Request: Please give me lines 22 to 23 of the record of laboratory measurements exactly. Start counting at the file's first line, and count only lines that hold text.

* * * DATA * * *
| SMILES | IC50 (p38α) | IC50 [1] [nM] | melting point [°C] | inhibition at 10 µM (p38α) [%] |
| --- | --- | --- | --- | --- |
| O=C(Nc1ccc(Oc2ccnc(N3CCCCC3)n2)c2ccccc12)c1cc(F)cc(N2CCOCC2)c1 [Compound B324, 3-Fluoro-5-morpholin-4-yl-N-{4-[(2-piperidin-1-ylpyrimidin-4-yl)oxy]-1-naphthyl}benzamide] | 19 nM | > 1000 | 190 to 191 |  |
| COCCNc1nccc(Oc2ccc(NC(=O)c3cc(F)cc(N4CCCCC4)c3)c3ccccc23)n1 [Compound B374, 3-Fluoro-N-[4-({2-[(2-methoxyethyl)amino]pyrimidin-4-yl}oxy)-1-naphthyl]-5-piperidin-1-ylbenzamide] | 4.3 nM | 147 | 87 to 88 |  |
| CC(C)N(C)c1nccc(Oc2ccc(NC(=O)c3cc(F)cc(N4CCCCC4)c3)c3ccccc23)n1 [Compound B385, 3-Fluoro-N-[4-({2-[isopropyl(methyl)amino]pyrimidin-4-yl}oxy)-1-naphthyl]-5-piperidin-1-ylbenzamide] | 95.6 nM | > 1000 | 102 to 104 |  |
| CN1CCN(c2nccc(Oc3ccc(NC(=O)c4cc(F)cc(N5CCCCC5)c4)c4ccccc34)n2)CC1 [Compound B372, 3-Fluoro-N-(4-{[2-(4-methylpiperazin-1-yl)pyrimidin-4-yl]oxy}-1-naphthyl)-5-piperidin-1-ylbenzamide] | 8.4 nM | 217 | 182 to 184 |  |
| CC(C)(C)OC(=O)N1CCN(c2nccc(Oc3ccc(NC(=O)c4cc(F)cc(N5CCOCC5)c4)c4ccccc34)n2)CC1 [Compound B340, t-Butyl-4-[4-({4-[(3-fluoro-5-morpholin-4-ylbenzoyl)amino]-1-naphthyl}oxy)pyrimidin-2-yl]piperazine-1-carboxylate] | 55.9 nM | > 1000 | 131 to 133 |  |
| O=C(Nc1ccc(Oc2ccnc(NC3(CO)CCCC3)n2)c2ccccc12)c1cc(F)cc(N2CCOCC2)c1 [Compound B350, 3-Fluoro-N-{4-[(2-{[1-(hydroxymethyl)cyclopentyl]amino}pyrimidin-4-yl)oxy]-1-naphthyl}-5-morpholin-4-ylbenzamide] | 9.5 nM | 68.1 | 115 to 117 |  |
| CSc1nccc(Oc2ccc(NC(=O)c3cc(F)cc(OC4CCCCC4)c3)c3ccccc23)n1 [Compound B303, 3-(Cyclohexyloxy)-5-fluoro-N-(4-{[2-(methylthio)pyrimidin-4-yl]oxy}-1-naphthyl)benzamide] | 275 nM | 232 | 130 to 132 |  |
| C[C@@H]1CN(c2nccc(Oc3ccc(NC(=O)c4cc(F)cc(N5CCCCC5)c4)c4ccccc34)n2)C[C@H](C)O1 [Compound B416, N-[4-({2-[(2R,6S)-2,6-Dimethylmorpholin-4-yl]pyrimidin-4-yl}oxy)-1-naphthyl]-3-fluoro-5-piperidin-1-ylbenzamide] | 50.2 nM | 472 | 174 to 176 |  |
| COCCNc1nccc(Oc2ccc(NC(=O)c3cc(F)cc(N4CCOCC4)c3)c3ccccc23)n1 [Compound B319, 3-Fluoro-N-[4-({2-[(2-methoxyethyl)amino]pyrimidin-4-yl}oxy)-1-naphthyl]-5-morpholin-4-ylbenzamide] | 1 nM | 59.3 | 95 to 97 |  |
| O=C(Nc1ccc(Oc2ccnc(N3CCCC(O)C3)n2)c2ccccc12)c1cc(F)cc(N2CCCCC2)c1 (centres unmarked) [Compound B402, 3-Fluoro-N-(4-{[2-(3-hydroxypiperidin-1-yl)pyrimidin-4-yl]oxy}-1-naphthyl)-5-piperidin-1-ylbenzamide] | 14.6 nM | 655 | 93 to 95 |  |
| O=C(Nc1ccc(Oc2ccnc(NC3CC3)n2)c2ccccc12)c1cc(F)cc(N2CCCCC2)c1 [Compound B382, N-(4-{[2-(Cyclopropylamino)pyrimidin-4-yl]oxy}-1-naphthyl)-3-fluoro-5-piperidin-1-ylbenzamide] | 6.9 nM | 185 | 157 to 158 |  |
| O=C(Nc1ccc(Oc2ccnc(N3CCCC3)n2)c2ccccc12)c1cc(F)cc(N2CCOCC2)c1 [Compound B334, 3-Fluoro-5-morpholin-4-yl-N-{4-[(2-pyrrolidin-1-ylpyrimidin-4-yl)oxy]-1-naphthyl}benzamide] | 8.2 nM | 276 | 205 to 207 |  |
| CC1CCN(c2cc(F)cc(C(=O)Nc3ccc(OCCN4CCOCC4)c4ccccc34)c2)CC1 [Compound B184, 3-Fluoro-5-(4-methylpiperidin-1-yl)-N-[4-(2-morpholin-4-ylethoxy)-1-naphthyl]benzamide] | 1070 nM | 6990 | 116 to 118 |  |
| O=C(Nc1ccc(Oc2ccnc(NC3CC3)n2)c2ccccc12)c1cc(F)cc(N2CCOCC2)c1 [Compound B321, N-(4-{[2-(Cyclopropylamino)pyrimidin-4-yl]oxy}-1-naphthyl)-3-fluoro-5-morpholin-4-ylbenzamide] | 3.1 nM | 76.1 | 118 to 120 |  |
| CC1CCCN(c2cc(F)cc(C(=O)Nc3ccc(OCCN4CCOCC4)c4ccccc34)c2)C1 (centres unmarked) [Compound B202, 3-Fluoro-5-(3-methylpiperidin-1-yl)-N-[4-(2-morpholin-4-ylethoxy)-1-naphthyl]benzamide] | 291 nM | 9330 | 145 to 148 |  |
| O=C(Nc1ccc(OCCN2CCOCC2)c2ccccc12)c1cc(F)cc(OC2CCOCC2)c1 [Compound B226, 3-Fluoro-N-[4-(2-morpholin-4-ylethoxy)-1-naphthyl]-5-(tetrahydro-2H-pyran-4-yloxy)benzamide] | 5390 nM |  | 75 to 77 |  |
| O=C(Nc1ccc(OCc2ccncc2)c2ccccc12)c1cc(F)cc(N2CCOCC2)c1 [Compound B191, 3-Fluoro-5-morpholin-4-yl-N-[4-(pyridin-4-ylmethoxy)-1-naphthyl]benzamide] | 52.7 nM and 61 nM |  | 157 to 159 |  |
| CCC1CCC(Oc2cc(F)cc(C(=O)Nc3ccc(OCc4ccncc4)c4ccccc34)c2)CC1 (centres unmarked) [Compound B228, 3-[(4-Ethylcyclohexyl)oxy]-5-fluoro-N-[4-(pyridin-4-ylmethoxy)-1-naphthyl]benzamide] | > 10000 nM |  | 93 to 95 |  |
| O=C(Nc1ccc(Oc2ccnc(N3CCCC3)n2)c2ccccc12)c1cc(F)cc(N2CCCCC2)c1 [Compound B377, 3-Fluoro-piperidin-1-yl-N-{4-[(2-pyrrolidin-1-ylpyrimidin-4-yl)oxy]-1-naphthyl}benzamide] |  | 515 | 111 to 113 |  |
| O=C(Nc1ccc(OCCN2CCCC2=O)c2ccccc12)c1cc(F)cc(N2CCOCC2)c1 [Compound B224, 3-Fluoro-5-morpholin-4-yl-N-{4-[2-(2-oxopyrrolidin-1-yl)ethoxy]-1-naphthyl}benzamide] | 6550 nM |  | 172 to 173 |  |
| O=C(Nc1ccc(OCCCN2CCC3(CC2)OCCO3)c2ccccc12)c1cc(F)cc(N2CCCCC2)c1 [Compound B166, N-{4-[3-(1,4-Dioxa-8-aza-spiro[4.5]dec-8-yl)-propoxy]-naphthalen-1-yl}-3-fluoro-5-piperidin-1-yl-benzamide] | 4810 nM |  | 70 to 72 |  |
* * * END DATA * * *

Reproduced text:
| O=C(Nc1ccc(OCCN2CCCC2=O)c2ccccc12)c1cc(F)cc(N2CCOCC2)c1 [Compound B224, 3-Fluoro-5-morpholin-4-yl-N-{4-[2-(2-oxopyrrolidin-1-yl)ethoxy]-1-naphthyl}benzamide] | 6550 nM |  | 172 to 173 |  |
| O=C(Nc1ccc(OCCCN2CCC3(CC2)OCCO3)c2ccccc12)c1cc(F)cc(N2CCCCC2)c1 [Compound B166, N-{4-[3-(1,4-Dioxa-8-aza-spiro[4.5]dec-8-yl)-propoxy]-naphthalen-1-yl}-3-fluoro-5-piperidin-1-yl-benzamide] | 4810 nM |  | 70 to 72 |  |